INFECTION AND IMMUNITY, May 2001, p. 3286–3294 0019-9567/01/$04.00⫹0 DOI: 10.1128/IAI.69.5.3286–3294.2001 Copyright © 2001, American Society for Microbiology. All Rights Reserved.
Vol. 69, No. 5
Specificity of the Protective Antibody Response to Apical Membrane Antigen 1 ANTHONY N. HODDER,* PAULINE E. CREWTHER,
ROBIN F. ANDERS
The Cooperative Research Center for Vaccine Technology and The Walter and Eliza Hall Institute of Medical Research, Melbourne, Victoria, 3052, Australia Received 20 September 2000/Returned for modification 6 November 2000/Accepted 29 December 2000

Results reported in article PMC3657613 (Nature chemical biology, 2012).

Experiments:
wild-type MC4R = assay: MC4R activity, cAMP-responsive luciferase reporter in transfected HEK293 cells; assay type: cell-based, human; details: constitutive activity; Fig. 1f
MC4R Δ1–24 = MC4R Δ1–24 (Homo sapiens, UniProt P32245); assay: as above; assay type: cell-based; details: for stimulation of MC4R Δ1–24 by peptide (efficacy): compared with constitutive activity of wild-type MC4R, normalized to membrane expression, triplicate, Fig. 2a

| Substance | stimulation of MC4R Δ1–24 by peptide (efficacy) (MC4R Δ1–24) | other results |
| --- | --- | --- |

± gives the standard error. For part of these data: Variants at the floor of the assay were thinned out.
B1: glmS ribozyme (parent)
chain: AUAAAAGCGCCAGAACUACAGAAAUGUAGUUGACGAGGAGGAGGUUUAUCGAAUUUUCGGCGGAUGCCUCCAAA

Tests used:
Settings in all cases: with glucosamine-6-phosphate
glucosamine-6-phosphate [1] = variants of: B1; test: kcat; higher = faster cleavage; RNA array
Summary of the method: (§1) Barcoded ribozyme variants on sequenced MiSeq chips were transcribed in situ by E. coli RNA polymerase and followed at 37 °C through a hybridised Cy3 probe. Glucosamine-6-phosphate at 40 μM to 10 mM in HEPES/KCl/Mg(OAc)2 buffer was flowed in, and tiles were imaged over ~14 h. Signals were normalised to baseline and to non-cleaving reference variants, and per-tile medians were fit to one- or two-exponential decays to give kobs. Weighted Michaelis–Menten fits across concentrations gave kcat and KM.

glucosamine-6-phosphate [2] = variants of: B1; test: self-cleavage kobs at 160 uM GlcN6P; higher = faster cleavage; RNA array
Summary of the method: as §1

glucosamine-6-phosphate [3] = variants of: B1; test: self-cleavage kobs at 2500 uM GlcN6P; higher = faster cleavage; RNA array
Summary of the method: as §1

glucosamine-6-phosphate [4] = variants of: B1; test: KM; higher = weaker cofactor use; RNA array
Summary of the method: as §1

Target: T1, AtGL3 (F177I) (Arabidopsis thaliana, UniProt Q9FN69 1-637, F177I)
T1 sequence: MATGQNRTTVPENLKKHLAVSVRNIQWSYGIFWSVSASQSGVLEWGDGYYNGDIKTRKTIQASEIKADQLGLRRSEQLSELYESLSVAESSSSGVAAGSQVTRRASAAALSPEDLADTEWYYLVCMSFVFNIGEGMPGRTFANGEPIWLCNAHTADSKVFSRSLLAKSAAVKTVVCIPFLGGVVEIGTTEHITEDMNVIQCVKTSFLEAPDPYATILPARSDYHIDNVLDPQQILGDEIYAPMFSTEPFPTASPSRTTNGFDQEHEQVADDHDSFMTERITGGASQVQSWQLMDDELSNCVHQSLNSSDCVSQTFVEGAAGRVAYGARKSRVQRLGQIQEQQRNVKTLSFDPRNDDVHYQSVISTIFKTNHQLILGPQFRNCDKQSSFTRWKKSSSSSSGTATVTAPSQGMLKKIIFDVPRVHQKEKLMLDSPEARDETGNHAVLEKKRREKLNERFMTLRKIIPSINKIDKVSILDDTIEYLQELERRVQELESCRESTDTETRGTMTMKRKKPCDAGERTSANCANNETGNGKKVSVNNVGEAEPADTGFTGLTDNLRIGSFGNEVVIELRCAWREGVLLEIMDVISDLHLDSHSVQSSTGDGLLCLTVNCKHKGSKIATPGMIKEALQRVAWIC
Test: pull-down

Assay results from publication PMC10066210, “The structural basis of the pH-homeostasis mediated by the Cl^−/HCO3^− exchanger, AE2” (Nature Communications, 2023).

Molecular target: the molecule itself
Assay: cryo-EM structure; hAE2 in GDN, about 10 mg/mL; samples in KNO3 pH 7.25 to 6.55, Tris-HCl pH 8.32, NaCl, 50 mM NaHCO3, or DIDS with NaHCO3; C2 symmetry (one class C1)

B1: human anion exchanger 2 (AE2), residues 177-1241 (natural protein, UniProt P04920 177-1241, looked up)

Apical membrane antigen 1 (AMA1) is considered one of the leading candidates for inclusion in a vaccine against blood stages of Plasmodium falciparum. Although the ama1 gene is relatively conserved compared to those for some other potential vaccine components, numerous point mutations have resulted in amino acid substitutions at many sites in the polypeptide. The polymorphisms in AMA1 have been attributed to the diversifying selection pressure of the protective immune responses. It was therefore of interest to investigate the impact of sequence diversity in P. falciparum AMA1 on the ability of anti-AMA1 antibodies to inhibit the invasion of erythrocytes in vitro by P. falciparum merozoites. For these studies, we used antibodies to recombinant P. falciparum 3D7 AMA1 ectodomain, which was prepared for testing in early clinical trials. Antibodies were raised in rabbits to the antigen formulated in Montanide ISA720, and human antibodies to AMA1 were isolated by affinity purification from the plasma of adults living in regions of Papua New Guinea where malaria is endemic. Both rabbit and human anti-AMA1 antibodies were found to be strongly inhibitory to the invasion of erythrocytes by merozoites from both the homologous and two heterologous lines of P. falciparum. The inhibitory antibodies targeted both conserved and strain-specific epitopes within the ectodomain of AMA1; however, it appears that the majority of these antibodies reacted with strain-specific epitopes in domain I, the N-terminal disulfide-bonded domain, which is the most polymorphic region of AMA1. Plasmodium falciparum infections in malaria-naı¨ve individuals can lead to severe morbidity, which may be life threatening if untreated. Continued exposure to infection leads to a degree of immunity, and consequently, older children and adults living in areas of endemicity are protected from the severe clinical consequences of infection with P. falciparum. The effector mechanisms that mediate naturally acquired immunity to malaria are not completely understood, but antibodies to the asexual blood stage parasites play a role. This has been most clearly demonstrated by the reduction of parasitemias following the passive immunization of children with clinical malaria with immunoglobulin G (IgG) from malariaimmune adults (6, 7, 32). Antigens recognized by antibodies that are active in passiveimmunization experiments are prime candidates for testing in a vaccine. Studies with an assay for antibody-dependent cellular inhibition have identified antibodies to MSP3 as an active component of passively transferred human IgG (28), but much evidence indicates that other merozoite antigens are capable of inducing antibodies that limit parasite development (13–15, 17, 26, 29, 33, 34). One of the prime candidate antigens for inclusion in a malaria vaccine is apical membrane antigen 1 (AMA1). AMA1 is an 83-kDa antigen that is synthesized in mature stages of the parasite and is initially localized in the necks of the rhoptry organelles (9, 30). At about the time of merozoite release, the full-length 83-kDa molecule is localized at the apical pole, and an N-terminally processed form of 66 kDa can be detected